Travel Site TripAdvisor Buys Tiny Post To Fill Out Its Mobile And Social Ambitions

TripAdvisor, the travel site built around destination guides and user reviews, today made another acquisition: it has bought Tiny Post, an iOS app that lets users take pictures, write captions over them, and then share them with people on Facebook, Twitter and Tumblr. Financial terms of the deal were not disclosed, but it looks like this was both an acqui-hire as well as a product acquisition. The team behind Tiny Post, including founders Dick Brouwer and Melissa Miranda, will join TripAdvisor’s Palo Alto office; and TripAdvisor’s CEO Steve Kaufer and one of the co-founders are both describing Tiny Post itself as a “great fit” with the rest of TripAdvisor’s business.

“We are really excited about joining the TripAdvisor family,” Miranda writes in an email. “This all started with an idea to improve travel during a year-long trip we made around the world,” she said, referring to the original impetus for the startup… not the acquisition. “It’s a great fit.”

From a statement issued by TripAdvisor:

“The Tiny Post team have created a wonderful app that shows the possibilities of combining travel photos with social and mobile. We think Tiny Post is a great fit with our continued drive to provide engaging and sharable content and I am happy to welcome this strong team to TripAdvisor.”

This is not TripAdvisor’s first acquisition by a long shot — it’s bought at least 11 companies since we started tracking them in 2007. But it is the first since December 2012, when Liberty Interactive took a majority stake in the company for $300 million. Today, TripAdvisor says that it gets 200 million unique monthly visitors and features over 100 million reviews and opinions across 30 countries, with its service in China branded TripAdvisor tells me that about 75% of its monthly traffic comes from outside the U.S.

This will give Tiny Post potentially a much, much bigger audience for its service. Rebranded to Tiny Post in August 2012 from its original name of Tiny Review, it started life incubated in the 500 Startups program in February 2012, where it was praised for being an “Instagram for reviews“.

Reviews, of course, are a core element of what TripAdvisor also offers. It uses them to help rate hotels, restaurants and other services. In this sense it competes against companies like Yelp and Foursquare, big players in mobile-based search for local venues with a heavy emphasis on user reviews.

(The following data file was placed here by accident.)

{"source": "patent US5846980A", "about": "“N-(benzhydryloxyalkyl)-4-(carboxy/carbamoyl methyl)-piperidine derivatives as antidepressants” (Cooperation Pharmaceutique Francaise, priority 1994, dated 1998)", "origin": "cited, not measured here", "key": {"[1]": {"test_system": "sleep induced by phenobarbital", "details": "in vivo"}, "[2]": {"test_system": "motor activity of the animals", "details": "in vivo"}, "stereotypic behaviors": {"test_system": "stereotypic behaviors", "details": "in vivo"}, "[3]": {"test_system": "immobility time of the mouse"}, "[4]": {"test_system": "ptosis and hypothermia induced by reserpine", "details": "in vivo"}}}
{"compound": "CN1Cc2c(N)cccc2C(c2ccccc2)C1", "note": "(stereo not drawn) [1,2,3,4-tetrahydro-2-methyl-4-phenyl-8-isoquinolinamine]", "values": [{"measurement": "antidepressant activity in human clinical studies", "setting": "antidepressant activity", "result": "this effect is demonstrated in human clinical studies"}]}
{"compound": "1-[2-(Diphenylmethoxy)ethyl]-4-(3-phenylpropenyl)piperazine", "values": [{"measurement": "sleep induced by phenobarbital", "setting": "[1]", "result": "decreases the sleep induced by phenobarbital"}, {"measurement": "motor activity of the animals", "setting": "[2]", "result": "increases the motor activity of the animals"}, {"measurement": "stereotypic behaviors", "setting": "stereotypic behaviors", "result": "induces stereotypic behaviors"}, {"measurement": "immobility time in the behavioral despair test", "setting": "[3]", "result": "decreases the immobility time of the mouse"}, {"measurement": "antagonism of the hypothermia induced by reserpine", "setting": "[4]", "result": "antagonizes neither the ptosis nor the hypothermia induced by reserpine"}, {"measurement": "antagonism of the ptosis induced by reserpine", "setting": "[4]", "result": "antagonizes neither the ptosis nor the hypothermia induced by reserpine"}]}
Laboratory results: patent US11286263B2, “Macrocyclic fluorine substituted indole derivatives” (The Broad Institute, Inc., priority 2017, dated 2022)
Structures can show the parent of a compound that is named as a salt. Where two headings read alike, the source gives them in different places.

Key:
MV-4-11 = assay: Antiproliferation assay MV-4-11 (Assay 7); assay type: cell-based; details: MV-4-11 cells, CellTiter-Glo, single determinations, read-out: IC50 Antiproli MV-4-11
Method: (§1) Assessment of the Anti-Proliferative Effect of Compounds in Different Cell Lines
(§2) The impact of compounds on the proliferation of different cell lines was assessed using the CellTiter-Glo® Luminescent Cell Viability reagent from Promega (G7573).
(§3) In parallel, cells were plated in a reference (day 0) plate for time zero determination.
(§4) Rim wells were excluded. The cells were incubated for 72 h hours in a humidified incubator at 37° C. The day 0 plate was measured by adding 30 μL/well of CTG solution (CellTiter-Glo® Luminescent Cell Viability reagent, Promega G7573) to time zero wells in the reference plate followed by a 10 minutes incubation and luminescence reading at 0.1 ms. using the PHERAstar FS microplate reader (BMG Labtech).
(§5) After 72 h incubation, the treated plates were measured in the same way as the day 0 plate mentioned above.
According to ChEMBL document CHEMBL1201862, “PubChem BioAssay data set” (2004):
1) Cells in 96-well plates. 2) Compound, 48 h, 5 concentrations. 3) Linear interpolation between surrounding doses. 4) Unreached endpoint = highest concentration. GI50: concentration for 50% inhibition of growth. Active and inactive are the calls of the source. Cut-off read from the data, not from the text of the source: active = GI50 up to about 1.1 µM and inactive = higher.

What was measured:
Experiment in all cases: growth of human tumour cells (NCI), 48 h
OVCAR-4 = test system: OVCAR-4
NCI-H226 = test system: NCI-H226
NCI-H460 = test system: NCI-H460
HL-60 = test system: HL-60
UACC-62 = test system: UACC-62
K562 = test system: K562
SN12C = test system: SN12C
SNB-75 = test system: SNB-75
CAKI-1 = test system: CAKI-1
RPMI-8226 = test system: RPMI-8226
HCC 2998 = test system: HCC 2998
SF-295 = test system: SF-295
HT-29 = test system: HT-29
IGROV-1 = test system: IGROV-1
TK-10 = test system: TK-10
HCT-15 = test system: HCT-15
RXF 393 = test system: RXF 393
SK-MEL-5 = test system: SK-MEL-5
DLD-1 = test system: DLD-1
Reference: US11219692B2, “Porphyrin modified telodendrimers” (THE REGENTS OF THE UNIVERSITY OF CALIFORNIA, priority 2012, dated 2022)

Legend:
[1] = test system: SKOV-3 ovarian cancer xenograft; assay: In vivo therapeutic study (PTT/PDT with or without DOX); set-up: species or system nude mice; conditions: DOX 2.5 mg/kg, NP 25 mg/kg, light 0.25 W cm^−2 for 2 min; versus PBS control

This provides a key to how TripAdvisor may end up using Tiny Post, or a variation of its service: users are already uploading hundreds of their own images to TripAdvisor to fill out data about locations and specific venues; this will give users another way of presenting that data, specifically from a mobile platform. Right now, Trip Advisor’s iPhone apps (a general one for accessing the overall site; and another focused on city guides) are more geared at accessing data already on the site than they are about uploading new data.

Playing on the Lolcats-inspired concept of photos with messages across them, this could also prove to be a way of jumping up the number of users engaging with TripAdvisor — particularly on mobile — and could help it better target the younger demographics that so love to create and ride on memes.

While this is one of TripAdvisor’s first big mobile moves, it has been making other acquisitions to fill out its social ambitions. They include WanderFly, which was bought in October 2012. Wanderfly offers online travel bookers the option of doing so in a social way — using other users’ reviews throughout the process to help made decisions. This exists in addition to TripAdvisor’s integration with Facebook’s social graph — which has largely become table stakes for any online business that wants to expand the social dimensions of its service.

The Wanderfly deal is perhaps a sign of how TripAdvisor may use its Tiny Post acquisition going forward: while Wanderfly’s people may be feeding products and ideas into the larger TripAdvisor experience, the standalone service also remains active today.